When looking at fungicide timing, however, results have been fairly consistent, Horine said. MFA’s research reinforces the labeled recom­mendations of applying fungicides in the early reproductive stages of VT-R1 in corn and R2-R3 in soybeans.

“From the two years of data that we have so far—and we have the study again this year—on corn, that VT to R1 time frame is optimal,” he said. “We still see an added benefit by having a fungicide at the other timings. That’s just the sweet spot. We’ve seen the same thing in soy­beans. It falls right along with what’s on the label. That R2-R3 time frame is really where it’s consistently paying.”

With this summer’s severe outbreak of southern rust, visual differences in fungicide treatments have been especially striking in the corn plots, Horine added.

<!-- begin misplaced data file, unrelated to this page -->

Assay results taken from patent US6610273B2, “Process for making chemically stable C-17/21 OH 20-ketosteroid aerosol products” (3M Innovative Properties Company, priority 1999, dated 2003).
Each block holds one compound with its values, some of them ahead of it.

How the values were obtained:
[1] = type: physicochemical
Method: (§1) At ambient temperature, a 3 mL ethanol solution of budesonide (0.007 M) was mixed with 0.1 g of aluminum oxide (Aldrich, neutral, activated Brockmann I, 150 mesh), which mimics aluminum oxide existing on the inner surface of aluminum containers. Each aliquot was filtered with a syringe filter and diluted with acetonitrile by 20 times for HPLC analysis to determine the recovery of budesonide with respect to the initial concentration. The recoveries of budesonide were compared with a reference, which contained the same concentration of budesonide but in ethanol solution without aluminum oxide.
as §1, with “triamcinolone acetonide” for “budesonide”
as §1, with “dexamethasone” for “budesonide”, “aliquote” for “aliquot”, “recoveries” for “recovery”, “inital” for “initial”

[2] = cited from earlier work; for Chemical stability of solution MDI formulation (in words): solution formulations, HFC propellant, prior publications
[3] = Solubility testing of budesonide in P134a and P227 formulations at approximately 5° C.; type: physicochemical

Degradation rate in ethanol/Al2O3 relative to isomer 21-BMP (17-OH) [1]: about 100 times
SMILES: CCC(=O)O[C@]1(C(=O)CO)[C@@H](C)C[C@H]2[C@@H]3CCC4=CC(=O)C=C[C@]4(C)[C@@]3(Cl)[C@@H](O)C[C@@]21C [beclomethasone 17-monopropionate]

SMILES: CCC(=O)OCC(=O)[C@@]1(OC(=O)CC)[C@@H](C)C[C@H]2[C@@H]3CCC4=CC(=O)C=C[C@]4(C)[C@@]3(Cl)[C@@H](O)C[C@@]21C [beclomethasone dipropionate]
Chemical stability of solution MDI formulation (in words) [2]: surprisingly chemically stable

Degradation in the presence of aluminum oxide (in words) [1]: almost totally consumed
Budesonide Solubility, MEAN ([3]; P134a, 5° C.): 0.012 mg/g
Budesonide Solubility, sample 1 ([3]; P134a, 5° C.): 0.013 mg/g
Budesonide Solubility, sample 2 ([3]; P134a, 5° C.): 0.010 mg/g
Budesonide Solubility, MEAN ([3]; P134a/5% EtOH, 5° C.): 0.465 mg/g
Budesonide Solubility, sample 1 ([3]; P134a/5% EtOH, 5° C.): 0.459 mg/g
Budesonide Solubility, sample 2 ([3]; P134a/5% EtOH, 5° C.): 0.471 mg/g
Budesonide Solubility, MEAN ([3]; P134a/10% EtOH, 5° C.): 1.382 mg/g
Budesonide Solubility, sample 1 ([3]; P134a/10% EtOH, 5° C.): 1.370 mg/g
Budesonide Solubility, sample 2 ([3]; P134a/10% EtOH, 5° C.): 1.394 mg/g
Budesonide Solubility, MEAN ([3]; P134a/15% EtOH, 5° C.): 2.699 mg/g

“This year, especially at our Boonville site, the fungicide timing trials have really shown what is working well against southern rust,” he said. “It’ll be interesting to see what happens when we harvest those plots.”

NITROGEN STABILIZERS

Studying the impact of nitrogen stabiliz­ers is nothing new for MFA agronomists, but this year’s research put renewed focus on the different options available to prevent loss of this critical crop nutrient through volatilization, denitrification and leaching.

“We have a pretty good understanding that we need stabilizers, especially when it comes to early-season nitrogen applica­tions, but we also do a lot of top-dressing on corn now,” Horine said. “The last few years we’ve had really wet springs, and even some wet falls. This summer, you could see nitrogen loss in fields every day just driving down the road. We want to reiterate the importance of stabilizers and show people the impact of how much nitrogen they’re potentially losing by not having proper stabilization.”

Thad Becker, MFA precision data manager, led a session on nitrogen stabilization at the Training Camp field day in August. He displayed a nitrogen-deficient corn plant to illustrate the visual symptoms and discussed the need for N throughout the crop’s growth cycle.